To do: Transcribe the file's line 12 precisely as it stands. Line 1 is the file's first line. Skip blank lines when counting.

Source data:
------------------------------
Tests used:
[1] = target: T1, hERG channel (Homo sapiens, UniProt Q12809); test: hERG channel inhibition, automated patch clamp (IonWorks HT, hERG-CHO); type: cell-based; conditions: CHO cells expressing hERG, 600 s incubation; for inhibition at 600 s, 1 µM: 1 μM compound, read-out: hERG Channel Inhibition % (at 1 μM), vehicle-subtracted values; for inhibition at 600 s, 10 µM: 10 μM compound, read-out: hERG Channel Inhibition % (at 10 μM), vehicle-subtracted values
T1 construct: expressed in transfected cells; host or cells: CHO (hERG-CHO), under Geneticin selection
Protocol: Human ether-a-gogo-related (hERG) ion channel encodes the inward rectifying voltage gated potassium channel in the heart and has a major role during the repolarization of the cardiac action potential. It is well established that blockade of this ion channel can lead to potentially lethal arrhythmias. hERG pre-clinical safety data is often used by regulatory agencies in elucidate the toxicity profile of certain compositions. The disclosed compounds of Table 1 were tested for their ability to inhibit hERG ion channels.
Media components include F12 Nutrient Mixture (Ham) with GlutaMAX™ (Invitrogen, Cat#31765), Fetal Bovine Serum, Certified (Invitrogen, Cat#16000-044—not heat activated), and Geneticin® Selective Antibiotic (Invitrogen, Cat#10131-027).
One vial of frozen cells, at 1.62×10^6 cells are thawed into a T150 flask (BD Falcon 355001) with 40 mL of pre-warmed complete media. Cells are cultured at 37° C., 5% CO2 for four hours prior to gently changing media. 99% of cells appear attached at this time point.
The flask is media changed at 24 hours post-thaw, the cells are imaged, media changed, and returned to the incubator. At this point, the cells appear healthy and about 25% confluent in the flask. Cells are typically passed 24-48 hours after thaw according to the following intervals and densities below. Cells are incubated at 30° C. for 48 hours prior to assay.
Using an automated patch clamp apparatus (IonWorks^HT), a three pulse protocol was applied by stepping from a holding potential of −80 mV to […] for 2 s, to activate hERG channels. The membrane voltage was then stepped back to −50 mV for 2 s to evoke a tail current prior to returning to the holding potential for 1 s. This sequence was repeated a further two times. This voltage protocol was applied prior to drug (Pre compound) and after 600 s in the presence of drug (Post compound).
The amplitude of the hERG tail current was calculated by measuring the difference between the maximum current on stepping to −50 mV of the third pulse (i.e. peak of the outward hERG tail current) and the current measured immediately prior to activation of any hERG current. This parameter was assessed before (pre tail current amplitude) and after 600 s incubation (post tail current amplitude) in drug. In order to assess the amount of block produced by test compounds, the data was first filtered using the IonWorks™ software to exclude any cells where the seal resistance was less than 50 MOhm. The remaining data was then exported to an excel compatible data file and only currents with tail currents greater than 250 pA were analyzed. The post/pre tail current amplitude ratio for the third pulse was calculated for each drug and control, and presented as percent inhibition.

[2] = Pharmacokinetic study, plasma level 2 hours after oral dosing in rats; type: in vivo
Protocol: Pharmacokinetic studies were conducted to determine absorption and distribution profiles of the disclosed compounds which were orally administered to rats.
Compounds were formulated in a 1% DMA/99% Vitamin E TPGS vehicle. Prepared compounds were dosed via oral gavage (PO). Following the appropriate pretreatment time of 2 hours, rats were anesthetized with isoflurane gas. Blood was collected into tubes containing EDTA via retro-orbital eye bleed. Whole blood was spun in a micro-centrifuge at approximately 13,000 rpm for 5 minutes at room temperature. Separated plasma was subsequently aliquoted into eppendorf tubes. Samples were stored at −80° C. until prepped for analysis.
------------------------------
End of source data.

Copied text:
Compounds were formulated in a 1% DMA/99% Vitamin E TPGS vehicle. Prepared compounds were dosed via oral gavage (PO). Following the appropriate pretreatment time of 2 hours, rats were anesthetized with isoflurane gas. Blood was collected into tubes containing EDTA via retro-orbital eye bleed. Whole blood was spun in a micro-centrifuge at approximately 13,000 rpm for 5 minutes at room temperature. Separated plasma was subsequently aliquoted into eppendorf tubes. Samples were stored at −80° C. until prepped for analysis.